The air is starting to get just a bit crisper, and soon the kids will be returning to school. If both parents work out of the home, you may be concerned about who will be caring for your children after school. In the summer, you may have staggered vacation weeks, gotten relatives to help, or sent the kids to camp, but those options won’t work now that they’ll be in school for the majority of their days. Here are a few ideas to consider when it comes to after school care:
Care at the School
Many schools provide an after-school program for a nominal fee. This is a good option for elementary school-aged children when you are available to pick them up before the program ends for the day. I know that our local school provides care until 5:00, so while this works out for families where one parent is out by this time, it doesn’t work for others. Also, sometimes there are limits as to how many children the school can accommodate, due to staffing issues. Call and find out the details now if you think this is a service you’ll need.
Other After School Programs
Many daycare centers offer after school care for kids up to fifth or sixth grade. Transportation may even be provided if the center is close to the school. These types of programs are great if you have a younger child in daycare as well, because you can pick up all of the kids in one place after work. Also, most daycare programs have hours that are convenient to working parents, and usually have homework assistance available, as well as age-appropriate activities. The downside is that they can be pricey, but sibling discounts might be available.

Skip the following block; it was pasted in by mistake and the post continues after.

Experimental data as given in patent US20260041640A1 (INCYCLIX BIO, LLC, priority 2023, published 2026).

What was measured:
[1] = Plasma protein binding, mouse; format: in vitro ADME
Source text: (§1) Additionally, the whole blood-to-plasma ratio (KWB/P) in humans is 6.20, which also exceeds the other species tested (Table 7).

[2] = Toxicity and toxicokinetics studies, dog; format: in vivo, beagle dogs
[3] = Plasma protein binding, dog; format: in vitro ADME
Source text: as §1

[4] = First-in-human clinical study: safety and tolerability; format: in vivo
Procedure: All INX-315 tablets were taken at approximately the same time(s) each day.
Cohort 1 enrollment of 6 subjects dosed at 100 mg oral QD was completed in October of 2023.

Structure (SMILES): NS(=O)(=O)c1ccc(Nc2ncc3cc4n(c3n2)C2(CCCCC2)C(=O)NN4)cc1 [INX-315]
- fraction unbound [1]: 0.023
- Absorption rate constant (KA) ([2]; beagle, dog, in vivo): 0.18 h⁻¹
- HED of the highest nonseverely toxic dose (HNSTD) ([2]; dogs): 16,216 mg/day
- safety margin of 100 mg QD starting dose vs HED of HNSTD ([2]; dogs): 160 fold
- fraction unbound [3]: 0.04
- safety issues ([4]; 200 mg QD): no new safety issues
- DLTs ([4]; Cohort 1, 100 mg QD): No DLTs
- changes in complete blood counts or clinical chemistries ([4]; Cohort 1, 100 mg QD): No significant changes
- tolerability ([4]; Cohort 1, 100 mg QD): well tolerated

If your kids already have transportation home, either because you live close enough for them to walk or via bus or carpool, hiring a teen or adult babysitter to meet them and care for them until you get home might be a convenient option. One benefit of this arrangement is that the kids are in their own environment, and they can relax, have a snack, start homework or even start chores. Costs may vary widely; ask around for recommendations if you want to hire a babysitter.
Letting Them Stay Home Alone
We’ve talked before about how to determine if your child is ready to stay home alone. If your child meets the criteria, then this might be an option for you. You’ll probably feel better and your child will be safer if there’s a neighbor that he can go to if he forgets his key, gets scared or otherwise needs an adult’s help. Also, it’s a good idea to have him call you when he gets in, and to go over any rules, such as whether he can have friends over, what he can have for a snack, and whether he needs to get his homework done before you get home.
Arranging after-school care can be a hassle, but once it’s out of the way, you’ll hopefully have smooth sailing for the school year!